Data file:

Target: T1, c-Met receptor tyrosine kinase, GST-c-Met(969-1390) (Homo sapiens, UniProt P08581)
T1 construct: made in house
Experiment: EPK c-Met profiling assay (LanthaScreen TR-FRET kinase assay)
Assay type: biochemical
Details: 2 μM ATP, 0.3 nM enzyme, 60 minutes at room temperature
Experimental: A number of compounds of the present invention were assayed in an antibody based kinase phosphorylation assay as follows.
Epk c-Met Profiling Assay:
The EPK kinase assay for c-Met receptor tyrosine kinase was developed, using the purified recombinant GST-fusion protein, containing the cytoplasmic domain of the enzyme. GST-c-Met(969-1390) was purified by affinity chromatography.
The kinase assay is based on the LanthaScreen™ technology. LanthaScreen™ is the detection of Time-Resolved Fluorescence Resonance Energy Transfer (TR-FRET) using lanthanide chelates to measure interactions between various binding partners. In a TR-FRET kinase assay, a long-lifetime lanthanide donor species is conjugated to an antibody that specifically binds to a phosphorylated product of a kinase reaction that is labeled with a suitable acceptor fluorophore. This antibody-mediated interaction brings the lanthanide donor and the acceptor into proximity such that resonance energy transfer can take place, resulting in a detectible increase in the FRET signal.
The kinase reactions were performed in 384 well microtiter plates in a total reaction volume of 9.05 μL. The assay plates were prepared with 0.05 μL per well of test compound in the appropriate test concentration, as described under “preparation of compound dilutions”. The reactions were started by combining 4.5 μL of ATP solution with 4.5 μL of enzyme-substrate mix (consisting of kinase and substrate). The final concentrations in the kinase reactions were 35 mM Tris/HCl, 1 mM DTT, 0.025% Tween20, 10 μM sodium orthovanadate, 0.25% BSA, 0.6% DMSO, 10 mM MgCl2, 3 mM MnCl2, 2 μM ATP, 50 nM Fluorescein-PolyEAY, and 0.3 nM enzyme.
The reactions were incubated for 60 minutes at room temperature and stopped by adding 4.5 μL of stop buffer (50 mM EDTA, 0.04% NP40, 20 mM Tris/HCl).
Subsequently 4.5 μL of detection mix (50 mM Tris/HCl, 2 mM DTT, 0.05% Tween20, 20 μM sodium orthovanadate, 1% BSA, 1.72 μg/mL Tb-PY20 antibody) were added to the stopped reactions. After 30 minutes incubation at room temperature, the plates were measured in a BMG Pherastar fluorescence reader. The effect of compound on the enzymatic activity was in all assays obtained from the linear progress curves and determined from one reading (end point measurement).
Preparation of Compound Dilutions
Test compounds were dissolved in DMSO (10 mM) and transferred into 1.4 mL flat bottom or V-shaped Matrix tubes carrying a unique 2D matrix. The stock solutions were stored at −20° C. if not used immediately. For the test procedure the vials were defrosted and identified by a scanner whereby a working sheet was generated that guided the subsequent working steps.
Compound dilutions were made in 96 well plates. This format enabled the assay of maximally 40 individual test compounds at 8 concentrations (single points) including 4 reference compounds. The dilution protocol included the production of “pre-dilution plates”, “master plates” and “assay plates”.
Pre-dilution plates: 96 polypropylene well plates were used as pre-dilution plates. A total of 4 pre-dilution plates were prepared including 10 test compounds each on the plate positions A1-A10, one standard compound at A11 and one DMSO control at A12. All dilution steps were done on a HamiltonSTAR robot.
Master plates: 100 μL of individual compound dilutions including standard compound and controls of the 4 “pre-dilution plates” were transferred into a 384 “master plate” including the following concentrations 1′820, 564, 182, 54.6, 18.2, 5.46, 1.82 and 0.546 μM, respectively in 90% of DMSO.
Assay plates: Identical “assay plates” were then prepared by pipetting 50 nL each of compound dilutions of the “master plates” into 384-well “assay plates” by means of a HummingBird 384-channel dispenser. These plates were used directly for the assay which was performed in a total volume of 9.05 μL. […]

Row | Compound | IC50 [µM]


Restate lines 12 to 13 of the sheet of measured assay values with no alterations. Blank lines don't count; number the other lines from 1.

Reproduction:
Subsequently 4.5 μL of detection mix (50 mM Tris/HCl, 2 mM DTT, 0.05% Tween20, 20 μM sodium orthovanadate, 1% BSA, 1.72 μg/mL Tb-PY20 antibody) were added to the stopped reactions. After 30 minutes incubation at room temperature, the plates were measured in a BMG Pherastar fluorescence reader. The effect of compound on the enzymatic activity was in all assays obtained from the linear progress curves and determined from one reading (end point measurement).
Preparation of Compound Dilutions